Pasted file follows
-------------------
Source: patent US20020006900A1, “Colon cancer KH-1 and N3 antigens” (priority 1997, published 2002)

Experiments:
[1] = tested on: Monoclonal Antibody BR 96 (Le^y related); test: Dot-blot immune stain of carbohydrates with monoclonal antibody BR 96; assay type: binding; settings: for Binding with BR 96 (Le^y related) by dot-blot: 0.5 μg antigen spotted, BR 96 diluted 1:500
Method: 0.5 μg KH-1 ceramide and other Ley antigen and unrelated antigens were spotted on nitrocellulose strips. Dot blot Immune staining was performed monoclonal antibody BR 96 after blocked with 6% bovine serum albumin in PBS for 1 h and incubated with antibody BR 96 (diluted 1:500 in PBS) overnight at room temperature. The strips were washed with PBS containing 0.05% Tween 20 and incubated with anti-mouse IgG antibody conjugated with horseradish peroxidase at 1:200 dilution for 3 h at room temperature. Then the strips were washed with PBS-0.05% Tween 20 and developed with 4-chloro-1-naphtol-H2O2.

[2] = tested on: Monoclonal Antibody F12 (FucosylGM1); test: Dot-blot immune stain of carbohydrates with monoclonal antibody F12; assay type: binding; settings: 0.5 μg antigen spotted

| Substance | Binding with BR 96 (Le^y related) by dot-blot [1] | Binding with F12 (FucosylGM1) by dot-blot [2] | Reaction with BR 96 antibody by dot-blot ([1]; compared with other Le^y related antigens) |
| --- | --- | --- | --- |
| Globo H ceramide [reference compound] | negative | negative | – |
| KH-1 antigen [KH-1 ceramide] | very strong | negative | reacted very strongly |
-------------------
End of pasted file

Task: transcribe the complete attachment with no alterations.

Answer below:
Source: patent US20020006900A1, “Colon cancer KH-1 and N3 antigens” (priority 1997, published 2002)

Experiments:
[1] = tested on: Monoclonal Antibody BR 96 (Le^y related); test: Dot-blot immune stain of carbohydrates with monoclonal antibody BR 96; assay type: binding; settings: for Binding with BR 96 (Le^y related) by dot-blot: 0.5 μg antigen spotted, BR 96 diluted 1:500
Method: 0.5 μg KH-1 ceramide and other Ley antigen and unrelated antigens were spotted on nitrocellulose strips. Dot blot Immune staining was performed monoclonal antibody BR 96 after blocked with 6% bovine serum albumin in PBS for 1 h and incubated with antibody BR 96 (diluted 1:500 in PBS) overnight at room temperature. The strips were washed with PBS containing 0.05% Tween 20 and incubated with anti-mouse IgG antibody conjugated with horseradish peroxidase at 1:200 dilution for 3 h at room temperature. Then the strips were washed with PBS-0.05% Tween 20 and developed with 4-chloro-1-naphtol-H2O2.

[2] = tested on: Monoclonal Antibody F12 (FucosylGM1); test: Dot-blot immune stain of carbohydrates with monoclonal antibody F12; assay type: binding; settings: 0.5 μg antigen spotted

| Substance | Binding with BR 96 (Le^y related) by dot-blot [1] | Binding with F12 (FucosylGM1) by dot-blot [2] | Reaction with BR 96 antibody by dot-blot ([1]; compared with other Le^y related antigens) |
| --- | --- | --- | --- |
| Globo H ceramide [reference compound] | negative | negative | – |
| KH-1 antigen [KH-1 ceramide] | very strong | negative | reacted very strongly |